The parakeet story

Everybody has a true life story or two which need telling, if only as a soul-cleansing confession. Here’s mine:

Some years ago Carolann and I agreed to take care of a parakeet for our friends while they went on vacation.

I know what you’re thinking; I thought the same thing: who needs baby sitters for a bird? You clean the cage, leave plenty of food and water and then go on vacation without giving the bird a second thought, right? Of course I’m right.

The thing is, our friend Tim (not his real name) had inexplicably fallen head-over-tiny-little-claws in love with this bird. He taught it to sit on his shoulder and play with him and to take food from his lips. I’m pretty sure that Tim would have taken the bird to bed with him at night but for fear that his wife, Susan (not her real name,) would roll over and crush the little guy.

Tim loved that bird completely, selflessly and without qualification and for that reason we felt a huge weight of responsibility for its well-being, as much as if it had been a human child left in our care.

But, still — one small bird in a small cage. How much trouble could that be?

Well, I’ll tell you…

We had three cats at the time so we wisely put the parakeet cage in a spare bedroom with the door closed tightly. Or, so we thought.

One day we came home from someplace and discovered the spare room door open, the cage on the floor with its door open, and a few horrifying feathers scattered here and there.

No sign of the bird.

After some frenzied searching and to our indescribable relief we found the parakeet literally trembling on the floor in a corner. Miraculously he had survived by scurrying from the terrorizing lightning pursuit of one to three monstrous cat demons, each a hundred times larger than himself!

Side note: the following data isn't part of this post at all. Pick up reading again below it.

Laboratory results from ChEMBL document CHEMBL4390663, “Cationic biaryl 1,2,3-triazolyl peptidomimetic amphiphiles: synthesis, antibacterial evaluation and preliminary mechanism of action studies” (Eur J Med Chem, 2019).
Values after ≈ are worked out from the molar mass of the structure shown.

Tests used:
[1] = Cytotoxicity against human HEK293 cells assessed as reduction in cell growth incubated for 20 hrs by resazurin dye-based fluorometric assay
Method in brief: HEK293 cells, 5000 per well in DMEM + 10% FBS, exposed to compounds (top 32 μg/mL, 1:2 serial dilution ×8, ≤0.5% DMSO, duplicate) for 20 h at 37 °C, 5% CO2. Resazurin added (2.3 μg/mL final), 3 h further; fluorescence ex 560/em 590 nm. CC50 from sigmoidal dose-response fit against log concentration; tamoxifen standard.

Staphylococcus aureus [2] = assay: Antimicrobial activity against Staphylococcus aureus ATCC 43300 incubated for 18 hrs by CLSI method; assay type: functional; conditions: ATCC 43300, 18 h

You can just imagine!

Making cooing, soothing noises and with words of quiet reassurance we further terrified the little creature by picking it up and gently putting it back in its cage. We gave it fresh food and water just to be sweet, closed the door and left it alone to cry into its pillow and gather its wits.

An hour later the bird was dead.

Heart attack brought on by residual stress, or so they tell us.

Carolann and I were mortified. Tim and Susan would be home within a day or two and we had just murdered their baby.

What should we do?? Think!

And of course we reached the only reasonable solution to the crisis:


We put the dead bird in a small paper bag and drove to a pet store. Honest to God, we did. Nerves jangling as if we were first-time shoplifters, we entered Jungleland and tried to act nonchalant.

“Hi, can I help you?”

“I hope so. Look…” (Opening the bag.) “We need a bird that looks exactly like this.”

I don’t remember if the girl looked at us quizzically or if she choked down a nostril-rattling guffaw. Maybe she did neither. Maybe this sort of thing happens all the time in pet stores, I don’t know. In any case, I didn’t ask and volunteered no explanation.

Miraculously, she found a dead ringer (so to speak) for our deceased charge. She netted it, we exchanged our lifeless bird-in-a-bag for the lively, but nervous, bird-in-a-box. We paid the cashier fifteen bucks plus tax and like Lucy and Ethel we hightailed it back home accompanied by a nervous laugh track and suspenseful bumper music.


Fade to commercial.

Tim and Susan returned from vacation happy, relaxed and refreshed but Tim was very anxious to hold his baby.

Carolann and I, shameful deceivers we had become, managed to hug them with warm smiles and, you should pardon the expression, give them the bird.

We held our breaths for about a week when Susan called on the phone and mentioned to Carolann, as if it were a passing thought, that the bird was acting peculiar. He didn’t seem as affectionate as he had before; seemed to have forgotten his tricks; wouldn’t sit on Tim’s shoulder; actually pecked at him!

We collapsed, Carolann confessed and we are both going to Hell.